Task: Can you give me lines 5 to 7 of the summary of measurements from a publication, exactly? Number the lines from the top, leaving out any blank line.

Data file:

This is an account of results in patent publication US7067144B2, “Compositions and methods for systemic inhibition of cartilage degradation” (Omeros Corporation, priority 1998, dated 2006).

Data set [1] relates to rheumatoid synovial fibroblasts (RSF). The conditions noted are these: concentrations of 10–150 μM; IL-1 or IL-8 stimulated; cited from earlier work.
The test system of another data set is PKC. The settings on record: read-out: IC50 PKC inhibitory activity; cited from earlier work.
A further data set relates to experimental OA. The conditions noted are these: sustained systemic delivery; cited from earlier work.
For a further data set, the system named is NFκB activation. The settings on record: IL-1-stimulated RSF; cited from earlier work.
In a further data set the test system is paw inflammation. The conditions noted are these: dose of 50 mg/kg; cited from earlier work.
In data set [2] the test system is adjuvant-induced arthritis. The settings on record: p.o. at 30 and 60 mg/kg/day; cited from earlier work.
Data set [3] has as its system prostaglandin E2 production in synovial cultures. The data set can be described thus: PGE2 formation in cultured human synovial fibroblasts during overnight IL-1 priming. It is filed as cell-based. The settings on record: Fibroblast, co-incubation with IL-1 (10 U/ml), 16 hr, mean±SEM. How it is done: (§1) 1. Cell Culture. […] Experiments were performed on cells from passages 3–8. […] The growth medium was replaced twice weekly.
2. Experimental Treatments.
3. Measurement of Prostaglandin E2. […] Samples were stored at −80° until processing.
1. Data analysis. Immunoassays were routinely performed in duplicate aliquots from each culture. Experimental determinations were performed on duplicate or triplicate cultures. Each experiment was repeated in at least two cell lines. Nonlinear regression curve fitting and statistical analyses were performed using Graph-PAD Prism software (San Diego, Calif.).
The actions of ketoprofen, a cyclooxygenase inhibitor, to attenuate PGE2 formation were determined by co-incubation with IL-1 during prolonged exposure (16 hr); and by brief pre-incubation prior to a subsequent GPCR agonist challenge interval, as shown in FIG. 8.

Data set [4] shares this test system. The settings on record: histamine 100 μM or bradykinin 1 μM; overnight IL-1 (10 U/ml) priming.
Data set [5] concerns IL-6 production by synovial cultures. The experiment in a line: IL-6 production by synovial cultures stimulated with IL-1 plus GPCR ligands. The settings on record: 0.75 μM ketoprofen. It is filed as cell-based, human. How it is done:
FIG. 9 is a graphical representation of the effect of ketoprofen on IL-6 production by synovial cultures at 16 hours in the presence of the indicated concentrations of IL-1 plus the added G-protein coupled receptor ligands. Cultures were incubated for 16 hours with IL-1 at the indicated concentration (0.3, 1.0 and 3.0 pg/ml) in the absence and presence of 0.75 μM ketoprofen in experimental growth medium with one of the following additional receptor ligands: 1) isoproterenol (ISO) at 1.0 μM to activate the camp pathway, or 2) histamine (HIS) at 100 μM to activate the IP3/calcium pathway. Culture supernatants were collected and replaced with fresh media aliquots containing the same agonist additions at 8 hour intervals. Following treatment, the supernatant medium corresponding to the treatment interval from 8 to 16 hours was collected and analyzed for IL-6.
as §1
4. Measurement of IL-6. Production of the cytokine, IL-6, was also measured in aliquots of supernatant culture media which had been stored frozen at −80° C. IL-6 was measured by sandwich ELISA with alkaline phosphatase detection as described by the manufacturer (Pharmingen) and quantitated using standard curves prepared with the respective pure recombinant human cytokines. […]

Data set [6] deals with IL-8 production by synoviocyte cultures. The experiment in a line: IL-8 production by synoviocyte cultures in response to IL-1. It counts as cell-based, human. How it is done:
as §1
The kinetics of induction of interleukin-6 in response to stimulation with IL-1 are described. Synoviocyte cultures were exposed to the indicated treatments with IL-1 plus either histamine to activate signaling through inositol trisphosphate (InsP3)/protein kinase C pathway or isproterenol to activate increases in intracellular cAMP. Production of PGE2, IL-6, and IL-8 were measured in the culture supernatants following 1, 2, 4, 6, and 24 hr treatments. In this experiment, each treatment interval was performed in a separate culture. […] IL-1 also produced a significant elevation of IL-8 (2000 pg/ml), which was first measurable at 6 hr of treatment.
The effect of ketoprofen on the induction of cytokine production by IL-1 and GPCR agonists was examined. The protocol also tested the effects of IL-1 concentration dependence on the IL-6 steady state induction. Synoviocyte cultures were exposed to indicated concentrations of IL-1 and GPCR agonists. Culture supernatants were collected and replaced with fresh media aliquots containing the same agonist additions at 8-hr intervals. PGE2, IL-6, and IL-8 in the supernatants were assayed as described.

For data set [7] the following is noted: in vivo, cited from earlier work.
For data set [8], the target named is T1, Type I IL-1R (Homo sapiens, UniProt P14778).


For a further data set, the system named is NFκB activation. The settings on record: IL-1-stimulated RSF; cited from earlier work.
In a further data set the test system is paw inflammation. The conditions noted are these: dose of 50 mg/kg; cited from earlier work.
In data set [2] the test system is adjuvant-induced arthritis. The settings on record: p.o. at 30 and 60 mg/kg/day; cited from earlier work.